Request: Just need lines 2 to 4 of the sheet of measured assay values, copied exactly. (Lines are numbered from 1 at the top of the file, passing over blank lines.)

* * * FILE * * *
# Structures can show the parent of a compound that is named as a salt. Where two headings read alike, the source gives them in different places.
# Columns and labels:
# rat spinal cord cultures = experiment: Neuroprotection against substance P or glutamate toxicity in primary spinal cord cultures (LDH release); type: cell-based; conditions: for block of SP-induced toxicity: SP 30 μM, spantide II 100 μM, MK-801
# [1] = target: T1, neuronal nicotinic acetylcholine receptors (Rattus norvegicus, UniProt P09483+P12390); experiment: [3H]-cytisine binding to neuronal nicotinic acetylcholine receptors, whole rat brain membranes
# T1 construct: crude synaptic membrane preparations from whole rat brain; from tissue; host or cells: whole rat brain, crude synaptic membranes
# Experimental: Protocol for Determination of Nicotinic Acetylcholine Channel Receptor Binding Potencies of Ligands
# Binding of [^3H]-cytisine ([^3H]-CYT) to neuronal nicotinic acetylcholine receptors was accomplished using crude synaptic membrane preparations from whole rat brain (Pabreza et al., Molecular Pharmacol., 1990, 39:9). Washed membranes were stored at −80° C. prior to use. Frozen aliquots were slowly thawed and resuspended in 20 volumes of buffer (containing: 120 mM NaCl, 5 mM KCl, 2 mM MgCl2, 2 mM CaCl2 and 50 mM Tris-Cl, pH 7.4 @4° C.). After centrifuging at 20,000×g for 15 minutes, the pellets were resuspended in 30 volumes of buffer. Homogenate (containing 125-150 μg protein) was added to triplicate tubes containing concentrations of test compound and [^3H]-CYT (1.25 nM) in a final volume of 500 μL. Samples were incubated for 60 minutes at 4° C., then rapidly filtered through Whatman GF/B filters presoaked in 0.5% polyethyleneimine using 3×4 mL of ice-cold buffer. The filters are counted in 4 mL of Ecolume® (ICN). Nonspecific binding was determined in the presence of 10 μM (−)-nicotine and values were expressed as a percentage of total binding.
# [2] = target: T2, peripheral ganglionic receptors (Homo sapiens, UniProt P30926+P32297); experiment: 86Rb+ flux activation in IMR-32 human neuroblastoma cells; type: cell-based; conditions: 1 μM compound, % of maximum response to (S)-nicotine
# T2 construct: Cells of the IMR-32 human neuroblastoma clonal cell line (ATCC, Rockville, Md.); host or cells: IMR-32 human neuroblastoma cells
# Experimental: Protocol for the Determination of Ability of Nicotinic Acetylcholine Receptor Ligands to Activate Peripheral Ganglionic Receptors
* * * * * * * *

# Columns and labels:
# rat spinal cord cultures = experiment: Neuroprotection against substance P or glutamate toxicity in primary spinal cord cultures (LDH release); type: cell-based; conditions: for block of SP-induced toxicity: SP 30 μM, spantide II 100 μM, MK-801
# [1] = target: T1, neuronal nicotinic acetylcholine receptors (Rattus norvegicus, UniProt P09483+P12390); experiment: [3H]-cytisine binding to neuronal nicotinic acetylcholine receptors, whole rat brain membranes